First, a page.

Flux Quartet’s artistry makes Feldman’s six-hour opus an engrossing experience
Six hours of one uninterrupted piece of music might seem boring and physically exhausting. But perhaps the most remarkable thing about hearing Morton Feldman’s String Quartet No. 2 in concert is how intellectually invigorating and emotionally rewarding such a journey can be.
The work is a masterpiece of the quartet literature, a great composition that digests the sum of the repertoire that preceded it and creates a distillation of the genre.
As heard in the Flux Quartet’s brilliant performance in the Board of Officers room at the Park Avenue Armory—which began in the afternoon and extended past sunset—the music is full of life, variety, detail, and expressive eloquence.
String Quartet No. 2 has had limited exposure since its premiere in a shortened version by the Kronos Quartet in 1983. There are only two groups that play it regularly—Flux and the Pellegrini Quartet in Europe—and only one complete recording (Flux again, on Mode records).
Saturday’s audience, with latecomers, neared a sellout of the 140 seats, and about eighty stayed from beginning to end. Hearing the piece in its entirety is essential because every detail and moment matters.
This performance was the thirteenth the Flux Quartet has given since the 2002 release of their recording, and the third since last fall. Their pellucid playing was an expression of their understanding of and confidence in the music. Their sound throughout the concert was beautiful and revelatory with an acute sensation of substance and color. The exceptional acoustic makes it an ideal venue for Feldman’s quietly insistent and powerful sounds.
The work is massive in duration (5:45 in this performance) yet the actual music is quite lean. Feldman used a handful of musical ideas to create the piece, and he combines them with such intellectual mastery and notational craft that they create structures that just happen to take five to six hours to express their full means and intent. There are particular bits of music that appear and reappear in both exact and varied form, each time adding to the shape of the composition and altering the experience of everything that has come before.
There are stretches of slow, repeated chords that may strike the imagination as glacial, but they are merely contrasting sections in a work that is packed with constant activity: flurries of notes that have their rhythms stretched and compressed with each iteration; simple tonic-to-dominant chord changes; an important eight-note arch of a phrase that serves simultaneously as theme, interlude, fanfare and prelude. There is also a waltz, and two lively, almost jazzy, cello solos. Feldman’s scoring is an essential element, with ideas returning through different combinations of string tone, keeping the ear interested and refreshed.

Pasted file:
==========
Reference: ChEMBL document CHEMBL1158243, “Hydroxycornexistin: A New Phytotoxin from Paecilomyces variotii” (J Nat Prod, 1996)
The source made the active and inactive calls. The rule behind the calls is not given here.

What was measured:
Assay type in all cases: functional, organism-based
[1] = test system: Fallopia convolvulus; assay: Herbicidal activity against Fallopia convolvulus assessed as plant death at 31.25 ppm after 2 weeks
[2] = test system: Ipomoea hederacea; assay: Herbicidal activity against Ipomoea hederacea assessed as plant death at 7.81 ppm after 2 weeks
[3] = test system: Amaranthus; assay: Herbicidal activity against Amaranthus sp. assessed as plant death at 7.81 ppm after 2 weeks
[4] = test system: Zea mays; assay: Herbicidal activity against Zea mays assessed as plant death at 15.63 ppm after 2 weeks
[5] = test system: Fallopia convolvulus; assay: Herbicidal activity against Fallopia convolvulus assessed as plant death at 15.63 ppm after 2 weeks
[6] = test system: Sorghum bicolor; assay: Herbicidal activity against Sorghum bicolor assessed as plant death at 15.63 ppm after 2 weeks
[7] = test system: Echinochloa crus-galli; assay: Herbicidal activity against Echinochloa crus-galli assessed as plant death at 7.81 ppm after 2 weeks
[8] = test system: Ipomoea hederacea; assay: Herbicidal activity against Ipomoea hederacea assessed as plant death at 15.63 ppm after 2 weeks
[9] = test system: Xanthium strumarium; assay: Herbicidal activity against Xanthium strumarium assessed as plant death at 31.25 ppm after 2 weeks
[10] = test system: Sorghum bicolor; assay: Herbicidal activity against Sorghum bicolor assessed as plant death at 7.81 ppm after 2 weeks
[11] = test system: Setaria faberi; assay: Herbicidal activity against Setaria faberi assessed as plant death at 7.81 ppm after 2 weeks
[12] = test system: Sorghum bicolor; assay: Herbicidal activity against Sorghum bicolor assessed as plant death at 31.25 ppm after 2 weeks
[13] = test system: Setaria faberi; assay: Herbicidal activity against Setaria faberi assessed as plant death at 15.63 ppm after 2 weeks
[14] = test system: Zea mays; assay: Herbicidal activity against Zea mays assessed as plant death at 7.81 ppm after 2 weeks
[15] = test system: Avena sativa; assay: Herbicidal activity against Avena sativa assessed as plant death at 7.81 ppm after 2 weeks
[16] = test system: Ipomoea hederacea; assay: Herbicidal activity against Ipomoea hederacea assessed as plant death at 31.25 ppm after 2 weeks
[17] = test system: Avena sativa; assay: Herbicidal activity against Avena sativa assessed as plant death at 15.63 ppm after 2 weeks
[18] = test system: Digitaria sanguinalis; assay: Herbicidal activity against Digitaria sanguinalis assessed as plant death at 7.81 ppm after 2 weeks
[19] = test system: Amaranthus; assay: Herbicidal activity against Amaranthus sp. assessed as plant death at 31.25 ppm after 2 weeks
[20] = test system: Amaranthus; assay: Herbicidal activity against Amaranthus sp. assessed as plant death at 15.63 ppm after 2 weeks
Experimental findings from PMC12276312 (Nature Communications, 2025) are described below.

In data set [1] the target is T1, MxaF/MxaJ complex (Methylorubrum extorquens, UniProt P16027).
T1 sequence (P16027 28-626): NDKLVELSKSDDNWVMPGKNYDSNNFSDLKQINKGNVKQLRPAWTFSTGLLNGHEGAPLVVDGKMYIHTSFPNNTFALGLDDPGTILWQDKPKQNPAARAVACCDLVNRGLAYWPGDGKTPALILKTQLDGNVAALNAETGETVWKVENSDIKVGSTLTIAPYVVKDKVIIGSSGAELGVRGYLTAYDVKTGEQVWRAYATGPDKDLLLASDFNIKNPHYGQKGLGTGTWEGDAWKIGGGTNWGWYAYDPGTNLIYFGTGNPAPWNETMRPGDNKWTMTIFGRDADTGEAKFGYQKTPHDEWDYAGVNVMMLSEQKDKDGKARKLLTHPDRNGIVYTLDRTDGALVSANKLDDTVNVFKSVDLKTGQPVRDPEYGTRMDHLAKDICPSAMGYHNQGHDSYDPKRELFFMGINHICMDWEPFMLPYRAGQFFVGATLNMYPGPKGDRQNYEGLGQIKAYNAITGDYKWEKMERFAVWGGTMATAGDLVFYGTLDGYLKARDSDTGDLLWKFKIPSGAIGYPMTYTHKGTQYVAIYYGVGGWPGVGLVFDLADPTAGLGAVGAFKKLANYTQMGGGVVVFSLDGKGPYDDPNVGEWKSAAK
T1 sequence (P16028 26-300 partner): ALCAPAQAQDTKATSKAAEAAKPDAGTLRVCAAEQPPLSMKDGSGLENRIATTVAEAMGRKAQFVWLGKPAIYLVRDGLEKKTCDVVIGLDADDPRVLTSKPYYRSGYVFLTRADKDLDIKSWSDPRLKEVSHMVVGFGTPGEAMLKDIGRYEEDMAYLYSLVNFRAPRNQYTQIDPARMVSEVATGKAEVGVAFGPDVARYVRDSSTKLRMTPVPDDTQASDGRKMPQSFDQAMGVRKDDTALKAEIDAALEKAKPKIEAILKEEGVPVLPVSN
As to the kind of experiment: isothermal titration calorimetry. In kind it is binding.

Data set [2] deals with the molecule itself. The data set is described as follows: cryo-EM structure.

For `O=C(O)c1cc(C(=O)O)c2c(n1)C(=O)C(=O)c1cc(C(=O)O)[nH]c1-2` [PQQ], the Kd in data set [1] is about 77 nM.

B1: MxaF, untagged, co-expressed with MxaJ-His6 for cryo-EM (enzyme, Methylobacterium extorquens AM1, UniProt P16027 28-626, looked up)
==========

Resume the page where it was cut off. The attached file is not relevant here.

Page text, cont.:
Through-composed, the piece eschews time-filling tricks like drones or instructions for ad-libitum playing. The quartet is deeply embedded in the classical tradition: repetition establishes phrases as Haydn did, Feldman uses hocket, and there is a clear structure that unfolds across the duration, with contrasting sections—a sturm und drang final “movement” and a coda that neatly ties together all the material and the experience. The piece is the apotheosis of Debussy’s proportional forms.
The five to six hours of the experience matters, because what is most contemporary about the work is Feldman’s view of time. This music does not define the dimension as a linear path to a result. The Second String Quartet explores and expands on what can occur between the ticks of a clock. This is never boring, especially in this masterful concert.
Although it is impossible to keep close attention for the entire time, Feldman plants seeds of memory in the mind, and those are cultivated and grow each time a pattern or phrase returns. Across the expanse, slight variations have profound effect: the gradual expansions of a rhythms were powerfully engrossing; moments where violinist Tom Chiu and cellist Felix Fan added vibrato to a sustained or pizzicato note were astonishingly beautiful.
Entropy is not only unavoidable, but integral to a performance of String Quartet No. 2. The physical and mental demands on the musicians mean that a rhythm will occasionally falter, an attack will be slightly off, and each instrument will fall flat at a slightly different pace. Those moments—and there were only a handful—actually add warmth and humanity to the experience.
For an audience, listening to the whole thing is not overly daunting physically, somewhat akin to a trans-Atlantic flight. Instead of the constant, wearing noise of jet engines, there is the delicate but febrile loveliness of the chords, the clusters of harmonics that sound like a glass harmonica, the fascination in hearing the rhythms played with such clarity and precision.
Some audience members took occasional breaks, outhers lounged on couches in the antechamber; one gentleman pulled out a book. The rousing, passionate ovation at the end was a show of appreciation and solidarity for Morton Feldman, his music and and musicians, and a sign of how invigorating, even transformative, this concert was.
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